How Did The State Department Respond To Open Records Requests For Hillary’s Emails?
During Hillary Clinton’s entire tenure at the State Department, the agency regularly denied requests for her email correspondence, claiming they didn’t exist. But they do exist.
According to The New York Times, Clinton used a private email account, email@example.com, to conduct her official business.
So did the State Department fail to request documents from Clinton’s private email account? Or did Clinton decline to turn them over?
The State Department did not answer those questions, but senior department officials told TheDC that FOIA searches are conducted using only records that are in the possession, custody and control of the State Department at the time that the search is conducted.
Because Clinton only turned over her private emails in December, FOIA searches would not hit on those email records.
That means that future FOIA requests will include those records.
But what about past requests? How did the State Department respond?
Below is a list of FOIA requests submitted by reporters in 2012 and 2013 for Clinton emails. The requests come from agency logs which list all FOIA requests throughout the year.
As shown, emails Clinton sent from any of her accounts were specifically requested by Anne L. Weismann, who now happens to work at Citizens for Responsibility and Ethics in Washington — a group now controlled by David Brock, a rabidly pro-Clinton operative.
TheDC reached out to Weismann to find out how the State Department responded, but she has not yet replied.
Nitasha Tiku was a reporter at the website Gawker. She submitted a FOIA request after a hacker obtained emails between Clinton sent from her private email address and longtime associate Sidney Blumenthal.
As Gawker reported on Tuesday, the State Department responded to that request stating that no records could be found. At the time Gawker submitted that request, it was not known that Clinton only used private email to conduct government business.
As Gawker’s J.K. Trotter pointed out, the State Department’s ruling that the agency could find no Clinton email records is in violation of requirements which make official and private email accounts used for official business subject to FOIA.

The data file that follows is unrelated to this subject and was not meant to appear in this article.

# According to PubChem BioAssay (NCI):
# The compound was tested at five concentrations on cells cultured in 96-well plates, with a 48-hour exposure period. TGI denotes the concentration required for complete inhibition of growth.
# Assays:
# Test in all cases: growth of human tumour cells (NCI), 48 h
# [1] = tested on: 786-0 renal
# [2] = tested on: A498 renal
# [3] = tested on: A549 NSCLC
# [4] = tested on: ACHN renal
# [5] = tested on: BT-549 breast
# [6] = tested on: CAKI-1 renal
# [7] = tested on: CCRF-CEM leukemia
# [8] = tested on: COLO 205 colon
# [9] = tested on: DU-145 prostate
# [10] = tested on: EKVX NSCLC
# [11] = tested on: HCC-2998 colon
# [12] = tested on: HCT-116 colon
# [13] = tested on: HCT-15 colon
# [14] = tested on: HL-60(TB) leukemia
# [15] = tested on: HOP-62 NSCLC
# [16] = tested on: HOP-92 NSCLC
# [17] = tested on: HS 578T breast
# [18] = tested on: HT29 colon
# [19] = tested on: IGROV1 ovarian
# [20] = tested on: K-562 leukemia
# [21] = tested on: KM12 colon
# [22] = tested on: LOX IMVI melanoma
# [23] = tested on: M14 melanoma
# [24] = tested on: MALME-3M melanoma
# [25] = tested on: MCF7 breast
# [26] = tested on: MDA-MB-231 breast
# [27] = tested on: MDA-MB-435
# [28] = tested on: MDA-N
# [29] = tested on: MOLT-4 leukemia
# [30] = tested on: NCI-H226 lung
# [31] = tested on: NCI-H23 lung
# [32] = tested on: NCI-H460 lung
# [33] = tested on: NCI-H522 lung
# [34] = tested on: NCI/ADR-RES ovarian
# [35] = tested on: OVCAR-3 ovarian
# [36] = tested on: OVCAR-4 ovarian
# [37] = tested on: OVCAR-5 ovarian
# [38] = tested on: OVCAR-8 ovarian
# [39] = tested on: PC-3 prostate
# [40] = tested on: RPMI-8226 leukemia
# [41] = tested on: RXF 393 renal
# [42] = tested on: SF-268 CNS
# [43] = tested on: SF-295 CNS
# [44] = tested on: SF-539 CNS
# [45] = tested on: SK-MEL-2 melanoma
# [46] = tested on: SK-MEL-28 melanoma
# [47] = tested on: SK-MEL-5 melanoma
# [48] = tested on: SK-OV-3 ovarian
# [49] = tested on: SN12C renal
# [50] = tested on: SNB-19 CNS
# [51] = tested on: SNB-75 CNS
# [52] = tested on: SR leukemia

The questions raised here are significant because Clinton’s handlers have downplayed her use of private email accounts claiming that she has always maintained them as records. But the failure to turn those records over in response to FOIA requests undermines that claim.
White House press secretary Josh Earnest appeared to be unaware that reporters have submitted FOIA requests for Clinton’s emails in the past.
“I don’t know exactly what the rules are under the Freedom of Information Act for the State Department,” Earnest told reporters. “But certainly, if you’re interested in seeing those emails, that would be the avenue that I would recommend.”
Hoping to clear up how the State Department processed those FOIA requests, TheDC submitted a FOIA request for all “processing notes,” records showing how the agency’s FOIA officers attempted to retrieve the documents.
Judicial Watch, a conservative watchdog group that has numerous lawsuits filed against the State Department and other agencies related to FOIA requests, issued a statement following the Clinton email revelations.
“One key concern is that these emails must be immediately secured so that they can be searched in response to our lawful FOIA requests,” Judicial Watch president Tom Fitton said. “In addition to violations of the Freedom of Information Act, laws governing the preservation of federal records and the handling of classified information also may be implicated in this latest Clinton scandal.”